Hydrate
You’ve heard this said a thousand times, and yet it’s still not enough to get you drinking as much H2O as you should. Drink more water — before, during, and after your workout. But remember, you often need more than just water (especially bottled water, which usually has zero electrolytes). Replacing electrolytes and even simple sugars are essential. Look for supplements made with natural ingredients that will help you replace what you lose when you sweat.

Active recovery
The same way you want to ease into your workout with some natural movements, you want to ease out of it, too. It is important to slowly lower your heart rate after exercise so that blood keeps flowing at a steady rate and doesn’t “pool” in certain areas due to lack of movement. The same can be said for the day(s) after strenuous activity. Try taking a short walk or very easy jog to circulate blood and get nutrients to those tired muscles.

Breathe
Sounds simple, right? We know shallow breathing or holding your breath makes a workout even harder. Post-exercise, your body needs time to return to a resting state — and so does your breathing. Be extra mindful of the oxygen that is pumping through your system. Take your time and allow yourself to breathe deeply until it returns to normal.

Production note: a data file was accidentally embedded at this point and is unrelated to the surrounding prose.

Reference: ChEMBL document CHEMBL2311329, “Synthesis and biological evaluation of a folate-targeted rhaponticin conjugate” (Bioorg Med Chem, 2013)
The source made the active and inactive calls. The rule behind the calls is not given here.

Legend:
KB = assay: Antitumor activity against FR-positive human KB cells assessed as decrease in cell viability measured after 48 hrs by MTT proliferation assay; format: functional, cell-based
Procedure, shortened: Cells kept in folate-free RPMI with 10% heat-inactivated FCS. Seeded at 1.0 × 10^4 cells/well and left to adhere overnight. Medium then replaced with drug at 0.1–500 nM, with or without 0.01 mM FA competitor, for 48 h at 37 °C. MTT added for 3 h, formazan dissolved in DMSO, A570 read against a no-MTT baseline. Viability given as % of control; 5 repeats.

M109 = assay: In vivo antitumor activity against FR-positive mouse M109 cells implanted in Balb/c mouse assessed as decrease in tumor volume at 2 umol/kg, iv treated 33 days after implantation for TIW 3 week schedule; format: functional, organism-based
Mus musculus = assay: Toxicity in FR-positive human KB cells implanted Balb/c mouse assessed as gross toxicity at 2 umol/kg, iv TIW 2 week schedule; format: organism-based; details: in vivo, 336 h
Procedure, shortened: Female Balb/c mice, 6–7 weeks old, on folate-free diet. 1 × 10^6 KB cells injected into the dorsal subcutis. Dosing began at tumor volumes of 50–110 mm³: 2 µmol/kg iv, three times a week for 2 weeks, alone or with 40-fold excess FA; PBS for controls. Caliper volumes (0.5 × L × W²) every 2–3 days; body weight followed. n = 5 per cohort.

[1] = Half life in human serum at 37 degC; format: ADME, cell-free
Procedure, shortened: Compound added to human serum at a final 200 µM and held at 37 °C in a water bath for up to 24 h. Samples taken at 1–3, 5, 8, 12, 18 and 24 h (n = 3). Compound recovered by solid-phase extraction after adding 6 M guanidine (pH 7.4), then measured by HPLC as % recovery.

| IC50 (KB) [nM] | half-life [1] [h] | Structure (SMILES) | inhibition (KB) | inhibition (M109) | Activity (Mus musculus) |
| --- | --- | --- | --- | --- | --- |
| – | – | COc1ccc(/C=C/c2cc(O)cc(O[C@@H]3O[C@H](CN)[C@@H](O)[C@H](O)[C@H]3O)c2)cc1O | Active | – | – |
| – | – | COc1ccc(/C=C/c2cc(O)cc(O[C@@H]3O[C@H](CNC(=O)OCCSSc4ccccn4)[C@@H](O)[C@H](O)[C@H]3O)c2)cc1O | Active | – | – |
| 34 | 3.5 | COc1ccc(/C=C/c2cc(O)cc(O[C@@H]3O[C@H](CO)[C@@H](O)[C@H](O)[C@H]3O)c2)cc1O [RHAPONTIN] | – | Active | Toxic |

Protein
Proteins are important for rebuilding muscles, which will help with the achiness you feel post-workout. The sooner you can take in quality protein after a workout (ideally within 30 minutes), the faster your body can recover. Enjoy a protein shake or make a post-run/ride/gym snack by scrambling eggs or munching on apples with peanut butter.

Sleep
This one’s easy to accept. Your body does its most serious rebuilding when you sleep. It’s vital to get the right amount of quality sleep regularly. This is why pro athletes try to get eight to 10 hours of sleep each day and usually a nap. We don’t all have the luxury of training like a pro, but if we can take a few habits from them and tailor it to our schedules, our bodies will be all the better for it.

Opt for dairy
If you find yourself craving a bedtime snack, opt for some dairy like Greek yogurt or cottage cheese, which are both rich in slow-digesting casein protein. While you sleep, your body is fasting, but the right nutrients can keep your body fed with the nutrients it needs all night. Research published in Medicine and Science in Sports and Exercise suggests that consuming casein immediately before bed can increase your levels of circulating amino acids and your rate of muscle protein synthesis.